In August, the Farnsworth Art Museum in Rockland officially celebrated its 60th anniversary, but the museum employees don’t seem to be in the mood to linger on the past. They’re too busy shaping its future.

“It’s not about the past 60 years, it’s about the next 40,” said David Trope, marketing coordinator for the museum.

Under museum Director Lora Urbanelli, the museum has made an effort to become a showcase for modern forms of art and an incubator for artwork yet to come. Urbanelli said American masters such as Homer and Whistler will always have a place at the Farnsworth, but classic paintings recently have shared space with exhibitions on folk art and glass blowing. The goal, Urbanelli said, is to get more people excited about art.

“We want to be able to broaden the view,” she said.

Part of that push toward art accessibility has included a youth movement. Six years ago, the museum and donors established Julia’s Gallery, a space managed and curated by teens to exhibit and sell artwork by Maine teenagers.

And last year, the museum worked with the Island Institute to reach out to young island artists. Through a $20,000 grant from the National Endowment for the Arts, the museum and the institute created a one-year mentorship program that paired young artists with established mentors on Matinicus, Vinalhaven, North Haven, Islesboro, and Isle au Haut. The final works of these collaborations were exhibited at the Farnsworth earlier this year, with many young island artists attending the opening.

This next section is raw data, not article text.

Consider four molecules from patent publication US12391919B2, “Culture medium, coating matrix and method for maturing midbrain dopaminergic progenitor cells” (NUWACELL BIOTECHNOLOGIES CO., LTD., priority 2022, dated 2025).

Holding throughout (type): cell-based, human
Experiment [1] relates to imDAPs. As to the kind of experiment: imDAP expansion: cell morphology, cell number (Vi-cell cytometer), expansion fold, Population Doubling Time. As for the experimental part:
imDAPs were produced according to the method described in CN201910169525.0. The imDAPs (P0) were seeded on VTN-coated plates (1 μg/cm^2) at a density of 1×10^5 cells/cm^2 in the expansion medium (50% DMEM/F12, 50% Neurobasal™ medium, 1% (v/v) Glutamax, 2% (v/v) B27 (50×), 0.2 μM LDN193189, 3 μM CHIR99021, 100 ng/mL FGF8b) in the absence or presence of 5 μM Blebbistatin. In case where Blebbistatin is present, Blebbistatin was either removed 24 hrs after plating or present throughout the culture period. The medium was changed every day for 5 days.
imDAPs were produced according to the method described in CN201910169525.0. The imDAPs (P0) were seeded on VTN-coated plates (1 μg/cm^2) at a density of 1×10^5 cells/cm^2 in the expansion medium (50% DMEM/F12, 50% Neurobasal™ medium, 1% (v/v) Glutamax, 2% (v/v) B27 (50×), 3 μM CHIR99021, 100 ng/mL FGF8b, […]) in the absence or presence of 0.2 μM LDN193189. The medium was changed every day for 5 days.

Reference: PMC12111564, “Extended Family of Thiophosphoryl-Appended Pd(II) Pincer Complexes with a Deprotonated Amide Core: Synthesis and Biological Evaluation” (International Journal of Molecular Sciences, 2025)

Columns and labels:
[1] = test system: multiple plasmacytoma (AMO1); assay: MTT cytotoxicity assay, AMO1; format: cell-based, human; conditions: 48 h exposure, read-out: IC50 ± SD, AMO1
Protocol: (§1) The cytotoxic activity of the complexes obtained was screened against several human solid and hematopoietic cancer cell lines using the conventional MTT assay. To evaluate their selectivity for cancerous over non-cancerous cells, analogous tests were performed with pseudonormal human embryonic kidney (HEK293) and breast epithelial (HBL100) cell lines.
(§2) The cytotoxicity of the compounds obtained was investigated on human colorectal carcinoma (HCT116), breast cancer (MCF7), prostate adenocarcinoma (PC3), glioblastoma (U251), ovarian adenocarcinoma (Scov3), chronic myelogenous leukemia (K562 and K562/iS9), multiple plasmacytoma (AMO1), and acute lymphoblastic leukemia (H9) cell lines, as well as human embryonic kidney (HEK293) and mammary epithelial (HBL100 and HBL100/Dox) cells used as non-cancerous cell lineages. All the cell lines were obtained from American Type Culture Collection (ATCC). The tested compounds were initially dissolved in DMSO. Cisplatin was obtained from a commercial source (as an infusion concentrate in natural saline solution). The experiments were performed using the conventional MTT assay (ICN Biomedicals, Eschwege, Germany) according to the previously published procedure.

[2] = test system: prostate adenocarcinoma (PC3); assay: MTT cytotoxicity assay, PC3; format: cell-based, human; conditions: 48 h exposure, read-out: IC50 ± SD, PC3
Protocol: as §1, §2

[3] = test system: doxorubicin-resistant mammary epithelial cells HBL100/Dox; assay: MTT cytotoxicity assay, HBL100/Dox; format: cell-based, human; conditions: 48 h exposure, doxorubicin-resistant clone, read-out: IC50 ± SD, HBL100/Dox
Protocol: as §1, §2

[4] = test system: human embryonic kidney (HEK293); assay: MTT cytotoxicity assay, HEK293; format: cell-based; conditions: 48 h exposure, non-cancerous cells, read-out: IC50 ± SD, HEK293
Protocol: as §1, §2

“Some people had to fly over,” said Urbanelli.

After the exhibition closed on the mainland, it was packed up by student curators for a traveling show on each of the five islands. Although the show has been exhibited on just three islands to date, its impact is already being felt, said Roger Dell, the Farnsworth’s education director. When the show closed at North Haven’s community center, for example, it inspired others to hold a photo exhibit to take its place.

“It’s become such an integral part of the community,” said Dell.

Although the funding for Building Bridges will not renew, both Dell and Urbanelli hope to find alternative grants to keep the program alive, both on the islands and in other rural areas in Maine, as well.

“We all feel committed to continuing this relationship somehow,” Urbanelli said. “We can’t let it go.”

In addition to the youth programs, the museum also holds classes and events for adult artists. During one of the more popular events, Paint the Town, dozens of artists are set loose in Rockland to create complete paintings in the space of a morning that will then be sold that very evening. This past year, the event has coupled artists with poets who write spontaneous poems about the mad dash to create art.

The changed mission at the Farnsworth reflects the new mission of all art museums to foster a new breed of artists, said Urbanelli. It’s not just a matter of altruism on the museums’ part, she said, but a matter of survival. The number of art lovers and museum-goers could drop dramatically as the next generation of teens sidesteps traditional art for the higher stimulation of television, the internet, and video games.

At the same time, schools are being forced to cut liberal art programs because of budget constraints and the time needed to teach to standardized tests.